This year’s results include an updated side crash test that uses a massive 4,180-pound barrier traveling at 37 mph to simulate the striking vehicle, which the institute called “today’s medium-sized vehicle.” Close to the weight of an SUV.” Overall, it has about 80% more energy than its predecessor.
“We developed this new test because we suspected there was room for further progress, and these results confirm this,” IIHS President David Harkey said in a press release.
The results were optimal for the 2021 Mazda CX-5, which earned the highest rating of “Good”. Nine vehicles earned “acceptable” ratings, including the Audi Q3, Buick Encore, Chevrolet Trax, Honda CR-V, Nissan Rogue, Subaru Forester and Toyota RAV4. Two vehicles received the worst rating of “bad”: the Honda HR-V and the Mitsubishi Eclipse Cross.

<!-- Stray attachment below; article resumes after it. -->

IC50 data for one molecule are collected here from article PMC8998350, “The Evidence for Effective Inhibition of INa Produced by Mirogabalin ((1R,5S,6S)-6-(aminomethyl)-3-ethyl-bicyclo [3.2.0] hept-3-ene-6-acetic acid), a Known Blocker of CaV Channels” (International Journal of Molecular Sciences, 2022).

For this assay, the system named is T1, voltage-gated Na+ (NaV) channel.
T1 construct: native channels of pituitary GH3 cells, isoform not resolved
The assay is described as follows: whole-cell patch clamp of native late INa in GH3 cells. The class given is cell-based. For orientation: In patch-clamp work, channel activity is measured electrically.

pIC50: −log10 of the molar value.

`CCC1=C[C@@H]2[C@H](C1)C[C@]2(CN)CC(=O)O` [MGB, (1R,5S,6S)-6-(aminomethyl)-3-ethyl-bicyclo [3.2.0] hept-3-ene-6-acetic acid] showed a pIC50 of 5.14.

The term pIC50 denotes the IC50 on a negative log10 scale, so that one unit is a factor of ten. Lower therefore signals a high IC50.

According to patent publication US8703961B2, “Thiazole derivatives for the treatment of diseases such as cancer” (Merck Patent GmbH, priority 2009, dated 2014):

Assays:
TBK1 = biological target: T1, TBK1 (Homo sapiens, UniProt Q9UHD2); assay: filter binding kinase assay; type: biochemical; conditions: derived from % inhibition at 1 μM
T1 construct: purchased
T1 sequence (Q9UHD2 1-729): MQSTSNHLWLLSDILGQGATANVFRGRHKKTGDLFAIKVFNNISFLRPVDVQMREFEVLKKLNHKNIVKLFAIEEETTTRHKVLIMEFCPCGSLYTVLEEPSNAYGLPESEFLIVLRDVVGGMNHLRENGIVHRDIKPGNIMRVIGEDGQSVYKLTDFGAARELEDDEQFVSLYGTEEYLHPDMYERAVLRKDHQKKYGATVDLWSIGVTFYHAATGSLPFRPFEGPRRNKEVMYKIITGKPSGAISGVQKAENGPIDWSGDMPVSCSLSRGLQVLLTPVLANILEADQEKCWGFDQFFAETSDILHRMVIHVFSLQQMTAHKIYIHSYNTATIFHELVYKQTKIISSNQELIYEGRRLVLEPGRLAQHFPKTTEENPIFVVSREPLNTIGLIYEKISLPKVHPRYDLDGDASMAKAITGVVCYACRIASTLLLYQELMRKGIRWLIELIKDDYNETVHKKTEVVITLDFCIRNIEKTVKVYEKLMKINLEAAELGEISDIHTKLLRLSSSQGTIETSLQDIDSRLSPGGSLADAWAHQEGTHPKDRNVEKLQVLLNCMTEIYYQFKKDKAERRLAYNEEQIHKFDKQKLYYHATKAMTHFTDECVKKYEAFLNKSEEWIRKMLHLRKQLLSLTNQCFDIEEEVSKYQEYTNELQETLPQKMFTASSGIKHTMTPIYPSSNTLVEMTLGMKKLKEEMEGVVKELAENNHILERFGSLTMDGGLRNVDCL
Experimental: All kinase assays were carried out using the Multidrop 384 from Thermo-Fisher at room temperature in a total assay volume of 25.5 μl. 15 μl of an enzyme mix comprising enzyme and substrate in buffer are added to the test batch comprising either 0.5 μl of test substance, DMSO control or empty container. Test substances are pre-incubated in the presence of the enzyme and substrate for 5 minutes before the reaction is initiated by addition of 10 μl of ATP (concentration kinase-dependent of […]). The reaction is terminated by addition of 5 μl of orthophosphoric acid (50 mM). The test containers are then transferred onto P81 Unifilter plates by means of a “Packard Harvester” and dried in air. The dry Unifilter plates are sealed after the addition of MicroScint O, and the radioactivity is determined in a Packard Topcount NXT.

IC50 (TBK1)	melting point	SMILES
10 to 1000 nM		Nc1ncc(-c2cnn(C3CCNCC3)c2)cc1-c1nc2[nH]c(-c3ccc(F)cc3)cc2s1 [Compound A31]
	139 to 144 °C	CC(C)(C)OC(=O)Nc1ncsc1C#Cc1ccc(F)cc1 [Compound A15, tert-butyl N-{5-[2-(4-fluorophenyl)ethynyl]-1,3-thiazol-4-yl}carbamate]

The IIHS explained that the Honda HR-V’s B-pillar – a vertical roof support typically located between the front and rear doors – is moved away from the frame, causing the vehicle to be “in the center of the driver’s seat”. almost inward crushing”. The vehicles that earned the lowest ratings “generally struggled with both structural issues and high chest and pelvic injury measurements from both dummies.”
The IIHS said that side-impact accidents accounted for 23% of passenger vehicle rider deaths in 2019. It advises car manufacturers to adjust the airbags to strengthen the horizontal door beam and provide more cushioning.
“There is no single reason why so many side crashes still cause deaths, but these results provide a roadmap for specific improvements that could save lives,” said IIHS senior research engineer Becky Mueller.
Credit : www.cnn.com